Everyone will have their own take on the great drama which unfolded this week at Standard Life, claiming the scalp of their personable chief executive, and I claim no great originality for my own observations (though I declare an interest as a policyholder). It is next to impossible for any outsider, even a trained financial analyst, to understand entirely the "true" financial position of the venerable Edinburgh mutual society, and how far it is from being able to meet the necessary solvency tests, even on the so-called "realistic" basis that was introduced a little while ago. (Nobody disputes that the officially required figures are a long way from reflecting the reality of a life company's balance sheet).
What one can say with confidence is that a combination of legal and regulatory requirements are gradually eroding the last remaining pillars on which the once-proud principle of mutuality stood. First it was the Law Lords in the Equitable case, who ruled (in effect) that a majority of policyholders and their board were powerless to act in a way that balanced the interests of members with competing claims against the society's assets (although many of those making the claim for guarantees did not even know they were entitled to them).
Now, if the reports of the Financial Service Authority's dealings with Standard Life are to be believed, we have the regulators to thank for (in effect) adding so many constraints on the society's ability to deploy its capital, for fear of damage to the value of the guarantees on its with-profits policies, that the society has to consider a flotation to survive.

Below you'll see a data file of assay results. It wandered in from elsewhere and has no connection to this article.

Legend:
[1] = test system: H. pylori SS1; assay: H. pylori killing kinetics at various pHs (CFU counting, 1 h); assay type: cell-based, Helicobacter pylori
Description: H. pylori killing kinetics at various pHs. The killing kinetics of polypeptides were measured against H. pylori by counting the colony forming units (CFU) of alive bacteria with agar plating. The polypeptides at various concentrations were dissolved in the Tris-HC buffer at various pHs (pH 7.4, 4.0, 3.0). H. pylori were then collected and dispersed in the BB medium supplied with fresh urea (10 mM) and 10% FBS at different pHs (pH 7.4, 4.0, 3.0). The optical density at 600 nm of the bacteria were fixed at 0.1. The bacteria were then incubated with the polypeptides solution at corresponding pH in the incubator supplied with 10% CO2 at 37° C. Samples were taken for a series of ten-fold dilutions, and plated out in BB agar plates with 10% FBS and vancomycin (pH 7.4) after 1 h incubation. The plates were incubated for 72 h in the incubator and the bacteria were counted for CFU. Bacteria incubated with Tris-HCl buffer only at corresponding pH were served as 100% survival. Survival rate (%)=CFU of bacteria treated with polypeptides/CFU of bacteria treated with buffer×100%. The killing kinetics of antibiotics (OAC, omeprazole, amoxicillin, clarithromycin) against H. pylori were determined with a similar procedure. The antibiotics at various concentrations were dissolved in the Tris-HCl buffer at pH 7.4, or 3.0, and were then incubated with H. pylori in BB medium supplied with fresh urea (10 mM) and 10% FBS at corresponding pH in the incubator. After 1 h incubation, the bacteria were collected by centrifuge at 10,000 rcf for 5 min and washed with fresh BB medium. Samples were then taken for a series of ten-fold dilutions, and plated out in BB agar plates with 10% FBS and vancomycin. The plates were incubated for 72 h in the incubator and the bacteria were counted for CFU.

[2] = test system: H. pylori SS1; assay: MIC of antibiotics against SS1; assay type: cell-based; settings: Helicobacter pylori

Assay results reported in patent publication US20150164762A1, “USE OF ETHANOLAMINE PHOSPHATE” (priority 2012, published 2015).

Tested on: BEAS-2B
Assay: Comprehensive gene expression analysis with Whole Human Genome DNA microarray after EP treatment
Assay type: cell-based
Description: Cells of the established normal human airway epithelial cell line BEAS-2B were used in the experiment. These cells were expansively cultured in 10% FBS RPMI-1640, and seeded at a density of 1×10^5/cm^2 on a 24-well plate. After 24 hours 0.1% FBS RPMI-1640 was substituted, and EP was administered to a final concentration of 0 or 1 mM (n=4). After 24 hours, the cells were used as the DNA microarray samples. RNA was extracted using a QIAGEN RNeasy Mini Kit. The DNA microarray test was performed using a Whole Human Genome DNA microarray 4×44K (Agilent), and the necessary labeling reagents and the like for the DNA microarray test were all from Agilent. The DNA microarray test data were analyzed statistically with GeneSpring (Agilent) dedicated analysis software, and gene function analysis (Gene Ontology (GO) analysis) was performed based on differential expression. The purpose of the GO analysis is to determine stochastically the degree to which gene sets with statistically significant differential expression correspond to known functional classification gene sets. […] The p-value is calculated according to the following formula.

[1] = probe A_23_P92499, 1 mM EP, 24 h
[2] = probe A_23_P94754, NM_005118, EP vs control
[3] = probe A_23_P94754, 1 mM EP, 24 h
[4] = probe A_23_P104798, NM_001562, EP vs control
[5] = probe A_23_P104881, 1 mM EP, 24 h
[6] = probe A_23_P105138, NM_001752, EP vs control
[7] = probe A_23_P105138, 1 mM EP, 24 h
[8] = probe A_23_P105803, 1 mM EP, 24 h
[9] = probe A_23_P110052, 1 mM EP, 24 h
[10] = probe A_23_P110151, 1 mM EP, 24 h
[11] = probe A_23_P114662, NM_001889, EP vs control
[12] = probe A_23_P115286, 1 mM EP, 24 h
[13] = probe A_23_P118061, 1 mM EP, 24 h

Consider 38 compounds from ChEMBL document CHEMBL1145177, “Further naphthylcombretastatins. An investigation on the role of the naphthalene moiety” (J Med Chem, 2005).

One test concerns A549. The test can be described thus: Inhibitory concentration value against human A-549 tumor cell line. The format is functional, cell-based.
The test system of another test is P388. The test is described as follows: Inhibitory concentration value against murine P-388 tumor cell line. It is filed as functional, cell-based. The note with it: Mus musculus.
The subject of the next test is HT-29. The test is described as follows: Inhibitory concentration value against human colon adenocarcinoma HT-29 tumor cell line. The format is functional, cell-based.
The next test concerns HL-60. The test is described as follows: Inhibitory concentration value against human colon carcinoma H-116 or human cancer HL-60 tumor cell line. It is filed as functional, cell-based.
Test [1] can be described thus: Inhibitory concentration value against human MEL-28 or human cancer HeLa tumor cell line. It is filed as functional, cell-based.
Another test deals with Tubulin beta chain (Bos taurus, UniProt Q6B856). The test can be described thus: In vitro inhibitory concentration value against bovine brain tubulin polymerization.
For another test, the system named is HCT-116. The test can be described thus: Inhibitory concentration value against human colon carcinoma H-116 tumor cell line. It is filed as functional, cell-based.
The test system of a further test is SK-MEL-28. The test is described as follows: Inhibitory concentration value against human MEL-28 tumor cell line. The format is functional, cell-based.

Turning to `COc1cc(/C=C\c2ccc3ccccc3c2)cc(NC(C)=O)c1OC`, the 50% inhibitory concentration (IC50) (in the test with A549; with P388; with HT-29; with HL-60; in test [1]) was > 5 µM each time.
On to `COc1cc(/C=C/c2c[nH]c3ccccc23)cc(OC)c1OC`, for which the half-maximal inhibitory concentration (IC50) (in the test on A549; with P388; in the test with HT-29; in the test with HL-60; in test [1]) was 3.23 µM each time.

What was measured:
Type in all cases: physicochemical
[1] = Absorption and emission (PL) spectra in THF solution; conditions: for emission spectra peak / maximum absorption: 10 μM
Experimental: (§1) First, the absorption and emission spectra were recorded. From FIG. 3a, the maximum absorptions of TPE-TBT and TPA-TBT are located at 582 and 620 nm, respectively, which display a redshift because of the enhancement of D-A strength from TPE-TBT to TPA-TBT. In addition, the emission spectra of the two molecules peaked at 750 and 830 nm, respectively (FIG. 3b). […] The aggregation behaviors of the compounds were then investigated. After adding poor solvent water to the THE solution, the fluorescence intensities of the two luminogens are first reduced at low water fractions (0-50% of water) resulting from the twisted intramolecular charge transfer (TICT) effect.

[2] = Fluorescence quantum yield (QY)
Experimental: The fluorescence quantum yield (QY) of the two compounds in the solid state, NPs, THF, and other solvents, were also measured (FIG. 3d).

In both cases it is possible to defend the logic behind these initiatives, but only those with a touching faith in the ability of governments to run businesses better than shareholder-appointed managements will feel confident that they will deliver the optimal result for the policyholders concerned.
The legal drama at Equitable has made all policyholders worse off than they would have been if the judges had left the society to sort its own affairs out as a going concern (though some policyholders have clearly suffered more than others). Will the same thing now happen at Standard Life? Possibly not, because the business can eventually be sold, though not perhaps before the new management has embarked post-flotation on a disastrous Abbey National-style experiment with new lines of business.
Although the management has much to answer for, and could certainly have done with some of the investment savvy of Professor Reddaway over the years, I am not personally much heartened by the thought of demutualisation being forced on me at the behest of an arm of Government that appears to be more interested in risk-aversion and stable-door closure than in letting policyholders decide their own future.Reuse content